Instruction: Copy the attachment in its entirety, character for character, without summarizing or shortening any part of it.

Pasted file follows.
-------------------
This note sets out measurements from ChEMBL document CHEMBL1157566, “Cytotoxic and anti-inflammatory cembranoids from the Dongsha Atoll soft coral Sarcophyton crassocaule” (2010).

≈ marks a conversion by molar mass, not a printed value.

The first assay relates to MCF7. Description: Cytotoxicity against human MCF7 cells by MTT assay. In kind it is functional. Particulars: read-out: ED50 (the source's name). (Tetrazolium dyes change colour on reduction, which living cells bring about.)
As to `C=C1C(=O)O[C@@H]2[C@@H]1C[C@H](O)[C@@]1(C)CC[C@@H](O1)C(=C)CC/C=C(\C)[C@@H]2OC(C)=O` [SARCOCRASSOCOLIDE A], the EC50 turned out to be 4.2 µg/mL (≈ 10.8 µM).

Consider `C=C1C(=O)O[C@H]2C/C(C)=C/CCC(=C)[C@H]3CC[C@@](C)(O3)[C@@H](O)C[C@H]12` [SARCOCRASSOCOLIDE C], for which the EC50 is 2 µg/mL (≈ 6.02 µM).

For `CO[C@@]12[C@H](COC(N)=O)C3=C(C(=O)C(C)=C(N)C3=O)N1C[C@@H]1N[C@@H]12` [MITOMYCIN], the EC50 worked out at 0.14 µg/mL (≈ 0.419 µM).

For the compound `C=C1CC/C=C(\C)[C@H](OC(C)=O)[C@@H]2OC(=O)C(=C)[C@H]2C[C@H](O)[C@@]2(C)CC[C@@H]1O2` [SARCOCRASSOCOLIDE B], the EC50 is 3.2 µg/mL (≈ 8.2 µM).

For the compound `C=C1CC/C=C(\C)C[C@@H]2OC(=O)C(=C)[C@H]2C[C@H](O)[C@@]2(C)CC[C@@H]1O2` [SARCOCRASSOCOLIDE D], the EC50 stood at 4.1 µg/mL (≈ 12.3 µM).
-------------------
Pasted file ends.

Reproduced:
This note sets out measurements from ChEMBL document CHEMBL1157566, “Cytotoxic and anti-inflammatory cembranoids from the Dongsha Atoll soft coral Sarcophyton crassocaule” (2010).

≈ marks a conversion by molar mass, not a printed value.

The first assay relates to MCF7. Description: Cytotoxicity against human MCF7 cells by MTT assay. In kind it is functional. Particulars: read-out: ED50 (the source's name). (Tetrazolium dyes change colour on reduction, which living cells bring about.)
As to `C=C1C(=O)O[C@@H]2[C@@H]1C[C@H](O)[C@@]1(C)CC[C@@H](O1)C(=C)CC/C=C(\C)[C@@H]2OC(C)=O` [SARCOCRASSOCOLIDE A], the EC50 turned out to be 4.2 µg/mL (≈ 10.8 µM).

Consider `C=C1C(=O)O[C@H]2C/C(C)=C/CCC(=C)[C@H]3CC[C@@](C)(O3)[C@@H](O)C[C@H]12` [SARCOCRASSOCOLIDE C], for which the EC50 is 2 µg/mL (≈ 6.02 µM).

For `CO[C@@]12[C@H](COC(N)=O)C3=C(C(=O)C(C)=C(N)C3=O)N1C[C@@H]1N[C@@H]12` [MITOMYCIN], the EC50 worked out at 0.14 µg/mL (≈ 0.419 µM).

For the compound `C=C1CC/C=C(\C)[C@H](OC(C)=O)[C@@H]2OC(=O)C(=C)[C@H]2C[C@H](O)[C@@]2(C)CC[C@@H]1O2` [SARCOCRASSOCOLIDE B], the EC50 is 3.2 µg/mL (≈ 8.2 µM).

For the compound `C=C1CC/C=C(\C)C[C@@H]2OC(=O)C(=C)[C@H]2C[C@H](O)[C@@]2(C)CC[C@@H]1O2` [SARCOCRASSOCOLIDE D], the EC50 stood at 4.1 µg/mL (≈ 12.3 µM).